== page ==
The Mind's Eye

The Mind's Eye

Rose Issa’s project at the Beirut Art Fair will consider the impact of recent regional socio-economic issues on both collectors and artists

When the independent curator, writer and producer Rose Issa organised her first Arab film festival over 30 years ago while living in Paris, it was fuelled by a desire to show an alternative side to a region that had become synonymous with occupation and war.

Fast forward three decades and Rose’s sense of urgency is as strong today as ever, driven by a determination to highlight the abundant artistic talent in evidence across a region that unfortunately, to many, still remains associated with violence and destruction.

She explains that while her forthcoming project, titled ‘Ourouba, The Eye of Lebanon’, explores the impact of socio-economic issues since the turn of the century on both a national and regional scale, it does so from the viewpoint of both collectors and the artists themselves, meaning that each featured work tells more than one story. The exhibition will form part of the Beirut Art Fair, which takes place at the Beirut International Exhibition and Leisure Center (BIEL) from 21 to 24 September.


“I wanted to see how collectors select their purchases, what touches their hearts and what’s relevant to them,” she says. “I was also interested in how both artists and collectors have reacted to events of the past 15 years or so, the chaos that war produces, but also the construction and reconstruction that follow too.”

‘Ourouba’ translates as ‘Arabicity’, a key concept across several of Rose’s projects which champions the individuality of the region’s artists and the non-stereotypical way that they present their conceptual and aesthetic concerns. The theme will act as a running motif through the works on show, which include installations, paintings, photography and sculptures on loan from private and public collections in Lebanon.


As part of the project, Rose has, for the first time, visited the homes of several collectors and artists at work who have been active since the turn of the century, amassing over 40 pieces to date. Her research has delivered fascinating results, yielding pieces of work that convey the turbulence and grief that war produces, but also elements of beauty and humour.

The importance that collecting art has taken on in recent years was also evident, driven in part, Rose believes, by Lebanon’s recent history and the turmoil that its people have endured.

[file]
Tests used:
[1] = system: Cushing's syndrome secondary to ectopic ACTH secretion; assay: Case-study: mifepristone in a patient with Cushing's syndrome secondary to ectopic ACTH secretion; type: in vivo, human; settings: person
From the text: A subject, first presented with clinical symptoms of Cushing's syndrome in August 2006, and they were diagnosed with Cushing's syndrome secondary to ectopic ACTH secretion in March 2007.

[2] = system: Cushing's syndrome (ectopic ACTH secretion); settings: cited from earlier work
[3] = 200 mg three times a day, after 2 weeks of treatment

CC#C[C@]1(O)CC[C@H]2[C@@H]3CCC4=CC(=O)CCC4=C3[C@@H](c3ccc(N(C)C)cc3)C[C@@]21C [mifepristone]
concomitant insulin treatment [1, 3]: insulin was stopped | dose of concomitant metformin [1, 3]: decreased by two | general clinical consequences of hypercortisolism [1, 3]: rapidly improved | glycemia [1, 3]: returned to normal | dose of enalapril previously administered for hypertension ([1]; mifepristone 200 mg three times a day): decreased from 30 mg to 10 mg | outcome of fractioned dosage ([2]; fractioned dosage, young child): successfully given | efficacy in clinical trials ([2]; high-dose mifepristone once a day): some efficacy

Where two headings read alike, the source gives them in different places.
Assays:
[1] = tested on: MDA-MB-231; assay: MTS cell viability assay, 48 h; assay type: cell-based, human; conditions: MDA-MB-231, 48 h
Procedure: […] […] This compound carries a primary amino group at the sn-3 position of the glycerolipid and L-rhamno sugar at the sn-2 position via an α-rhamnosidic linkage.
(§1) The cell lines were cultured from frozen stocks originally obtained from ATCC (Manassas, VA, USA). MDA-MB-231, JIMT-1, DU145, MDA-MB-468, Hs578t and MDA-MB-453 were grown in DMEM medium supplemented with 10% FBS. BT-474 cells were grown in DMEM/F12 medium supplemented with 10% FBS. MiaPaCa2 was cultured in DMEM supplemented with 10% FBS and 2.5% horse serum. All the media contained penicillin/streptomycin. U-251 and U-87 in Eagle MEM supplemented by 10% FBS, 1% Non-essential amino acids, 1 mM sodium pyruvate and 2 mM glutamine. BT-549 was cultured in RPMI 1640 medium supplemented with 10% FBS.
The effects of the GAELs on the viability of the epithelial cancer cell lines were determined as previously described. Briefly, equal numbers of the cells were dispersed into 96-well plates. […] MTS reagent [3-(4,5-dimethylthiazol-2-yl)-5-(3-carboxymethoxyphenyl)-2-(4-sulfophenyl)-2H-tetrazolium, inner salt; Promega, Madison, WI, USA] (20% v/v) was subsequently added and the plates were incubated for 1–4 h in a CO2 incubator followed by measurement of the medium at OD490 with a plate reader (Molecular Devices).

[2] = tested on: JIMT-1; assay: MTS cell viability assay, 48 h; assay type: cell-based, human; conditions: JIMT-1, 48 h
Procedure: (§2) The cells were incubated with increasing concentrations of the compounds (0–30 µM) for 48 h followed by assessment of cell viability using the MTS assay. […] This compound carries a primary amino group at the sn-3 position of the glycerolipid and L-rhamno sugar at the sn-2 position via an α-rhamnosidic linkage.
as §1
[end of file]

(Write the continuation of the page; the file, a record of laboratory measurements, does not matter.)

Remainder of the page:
“In Lebanon, there are generations who have never known peace for any length of time,” she says. “These people include art lovers who know their culture can be destroyed in the blink of an eye. There is a real sense of need to preserve the country’s artistic legacy.”


It was the impact of fighting in her homeland decades earlier that first sparked Rose’s involvement in the arts.

“I’d arrived in France from Lebanon in the late 1970s and was trying to think what I could do that was positive and would make a difference,” she says. “I wanted to reflect another aspect of Arab life. Film seemed the ideal vehicle to achieve this.”

Rose explains that her family had always loved the world of film, even though she had studied mathematics at university and carved out an early career in journalism.

“Very little was being done to promote culture from the Arab world away from the region, so I was happy to help address this issue by initiating and putting together a festival,” she says. “I felt that the region’s film scene had a lot to offer in this respect.”


The idea proved to have broad support and the resulting, week-long festival in 1982 was a huge success that promptly spawned a raft of other initiatives, including projects in Cannes and London.

Rose quickly established herself as a high-profile promoter and organiser of both film and visual arts shows, moving from Paris to London, where she began identifying talent from the Arab region and sourcing material for events.

As an independent curator, she works with the world’s top public institutions, which gives her the opportunity to introduce artists and filmmakers into mainstream institutions in cinema and television across European cultural hubs.

Supporting artists who have come up against hurdles when endeavouring to raise their profile abroad has been a key driver for Rose in her work.


“For example, it’s easier for galleries to promote Arab artists from the diaspora who speak English or French well than those who stayed in their country of birth, either through choice or otherwise, and can only communicate in their mother tongue,” she says. “Many of these don’t have the opportunity or infrastructure to launch themselves.”

She cites Ayman Baalbaki, the Lebanese artist from Odeissé, and Mona Hatoum, of Palestinian descent, but born in Lebanon, as examples of talent that simply needed greater exposure. Others, she notes, found that a return to their roots earned them the recognition they were seeking even though they’d ventured abroad.


“The Iranian artist, Monir Shahroudy Farmanfarmaian, lived for decades in New York, but only gained a higher profile aged 80, once we organised a show of her work in Tehran and then brought the exhibition to the Barbican,” Rose notes. “I love the work of many artists, but it’s assisting those who are less able to defend themselves that gives me the greatest satisfaction.”

‘Ourouba, The Eye of Lebanon’, Beirut Art Fair, International Exhibition and Leisure Center (BIEL), from 21 to 24 September


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